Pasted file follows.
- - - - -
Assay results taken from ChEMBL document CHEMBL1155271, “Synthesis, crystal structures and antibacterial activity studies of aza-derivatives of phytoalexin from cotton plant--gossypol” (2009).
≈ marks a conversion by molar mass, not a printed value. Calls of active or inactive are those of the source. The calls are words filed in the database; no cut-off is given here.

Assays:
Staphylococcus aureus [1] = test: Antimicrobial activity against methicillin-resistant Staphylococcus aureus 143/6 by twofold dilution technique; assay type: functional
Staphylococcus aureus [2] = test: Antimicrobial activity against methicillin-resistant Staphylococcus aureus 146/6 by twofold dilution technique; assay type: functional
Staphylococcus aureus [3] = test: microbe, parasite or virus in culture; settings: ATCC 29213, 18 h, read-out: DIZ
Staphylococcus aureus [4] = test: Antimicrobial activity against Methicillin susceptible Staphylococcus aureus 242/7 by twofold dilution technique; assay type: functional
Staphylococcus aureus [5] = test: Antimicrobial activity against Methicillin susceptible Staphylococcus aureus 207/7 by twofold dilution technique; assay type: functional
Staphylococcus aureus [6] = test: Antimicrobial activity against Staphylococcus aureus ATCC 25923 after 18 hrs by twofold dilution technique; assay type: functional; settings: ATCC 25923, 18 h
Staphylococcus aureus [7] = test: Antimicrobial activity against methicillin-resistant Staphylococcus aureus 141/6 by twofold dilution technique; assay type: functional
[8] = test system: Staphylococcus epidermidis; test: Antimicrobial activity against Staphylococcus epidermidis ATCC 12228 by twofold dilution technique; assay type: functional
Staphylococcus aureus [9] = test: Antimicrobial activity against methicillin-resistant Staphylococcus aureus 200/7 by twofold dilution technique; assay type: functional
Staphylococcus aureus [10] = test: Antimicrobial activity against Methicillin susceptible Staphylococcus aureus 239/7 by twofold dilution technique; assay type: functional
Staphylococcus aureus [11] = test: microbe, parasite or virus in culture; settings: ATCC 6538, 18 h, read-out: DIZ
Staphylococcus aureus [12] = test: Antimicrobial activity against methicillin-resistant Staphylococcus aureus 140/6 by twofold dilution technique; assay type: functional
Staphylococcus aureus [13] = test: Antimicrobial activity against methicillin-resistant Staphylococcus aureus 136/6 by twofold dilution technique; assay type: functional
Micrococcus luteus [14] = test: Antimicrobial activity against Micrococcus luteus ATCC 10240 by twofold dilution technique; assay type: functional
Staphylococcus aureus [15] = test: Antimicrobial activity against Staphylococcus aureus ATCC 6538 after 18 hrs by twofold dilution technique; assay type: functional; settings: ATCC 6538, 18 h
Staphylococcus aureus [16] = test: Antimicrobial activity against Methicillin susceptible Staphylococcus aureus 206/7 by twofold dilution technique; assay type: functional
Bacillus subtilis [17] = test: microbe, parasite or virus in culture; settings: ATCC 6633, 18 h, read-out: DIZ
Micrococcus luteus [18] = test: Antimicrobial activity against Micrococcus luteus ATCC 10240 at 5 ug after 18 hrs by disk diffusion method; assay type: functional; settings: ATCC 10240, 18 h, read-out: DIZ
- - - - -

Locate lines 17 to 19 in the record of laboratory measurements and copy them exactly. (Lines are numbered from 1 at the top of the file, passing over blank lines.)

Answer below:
Micrococcus luteus [14] = test: Antimicrobial activity against Micrococcus luteus ATCC 10240 by twofold dilution technique; assay type: functional
Staphylococcus aureus [15] = test: Antimicrobial activity against Staphylococcus aureus ATCC 6538 after 18 hrs by twofold dilution technique; assay type: functional; settings: ATCC 6538, 18 h
Staphylococcus aureus [16] = test: Antimicrobial activity against Methicillin susceptible Staphylococcus aureus 206/7 by twofold dilution technique; assay type: functional